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these are the changes that could occur

Updated: Sunday, April 4, 2021 9:46 PM

Published on: 04.04.2021 21:41

Since Araceli took the first dose, becoming the first person to be vaccinated against the coronavirus in Spain, 99 days have passed. Since then, according to the latest health data, 8,548,598 doses have been administered in our country. In other words, a total of 2,841,148 people have already been vaccinated with the full schedule and the first dose has been administered to 5,707,450.

In this way, the vaccination rate has accelerated in recent weeks, with the exception of these Holy Week holidays. If we compare these data with those of just two weeks ago, with nearly two million fewer doses administered, we observe a daily average of 159,000 punctures. But will we meet the European Union’s target at this marked pace?

No, if the process continues like this, we will not reach the threshold set by the EU for 70% of the population vulnerable to vaccination to be vaccinated; that is, to more than 28 million people over 16 years of age. Because if we subtract from this total number of people those who have the complete schedule, and we take into account those who received the first dose, it would be necessary to administer more than 381,000 doses per day so that by July 31, 70 % of the population has been vaccinated.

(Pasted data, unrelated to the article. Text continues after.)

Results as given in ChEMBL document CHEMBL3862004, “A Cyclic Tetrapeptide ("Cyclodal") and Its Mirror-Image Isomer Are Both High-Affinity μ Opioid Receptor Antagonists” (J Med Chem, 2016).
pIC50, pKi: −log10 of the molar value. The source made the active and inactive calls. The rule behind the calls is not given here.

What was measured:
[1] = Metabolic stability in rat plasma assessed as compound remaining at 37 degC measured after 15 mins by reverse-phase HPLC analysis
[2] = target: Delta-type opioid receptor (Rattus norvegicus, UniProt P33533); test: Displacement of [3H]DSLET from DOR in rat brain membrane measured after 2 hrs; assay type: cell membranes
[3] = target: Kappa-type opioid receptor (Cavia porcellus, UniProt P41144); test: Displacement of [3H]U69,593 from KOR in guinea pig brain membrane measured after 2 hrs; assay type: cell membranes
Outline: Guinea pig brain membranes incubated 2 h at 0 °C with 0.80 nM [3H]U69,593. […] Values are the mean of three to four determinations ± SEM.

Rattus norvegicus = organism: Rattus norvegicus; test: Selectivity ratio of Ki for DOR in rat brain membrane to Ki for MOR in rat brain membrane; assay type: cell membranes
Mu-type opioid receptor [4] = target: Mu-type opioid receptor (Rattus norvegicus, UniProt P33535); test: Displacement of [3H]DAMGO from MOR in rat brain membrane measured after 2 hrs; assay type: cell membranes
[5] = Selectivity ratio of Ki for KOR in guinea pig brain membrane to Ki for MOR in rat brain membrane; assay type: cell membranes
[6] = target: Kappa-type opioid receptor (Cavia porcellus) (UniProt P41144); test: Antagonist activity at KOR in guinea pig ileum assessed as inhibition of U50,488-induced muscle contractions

In view of the data, another question arises: could the vaccination rate be accelerated? The answer is yes. Considering the fact that the European Union predicts that 5.5 million Janssen vaccines will arrive in the next three months, for which only one dose is needed, the daily average would be 335,000 daily doses by July 31. The record to date in Spain is 306,000 doses in one day.

At present, 1.2 million new Pfizer vaccines are arriving in our country on Monday, April 5, as announced by the Minister of Health, Carolina Darias, on Maundy Thursday; on the same Thursday 1,056,500 doses arrived from AstraZeneca, and the next day, Good Friday, they were distributed to the Autonomous Communities to continue the vaccination process.

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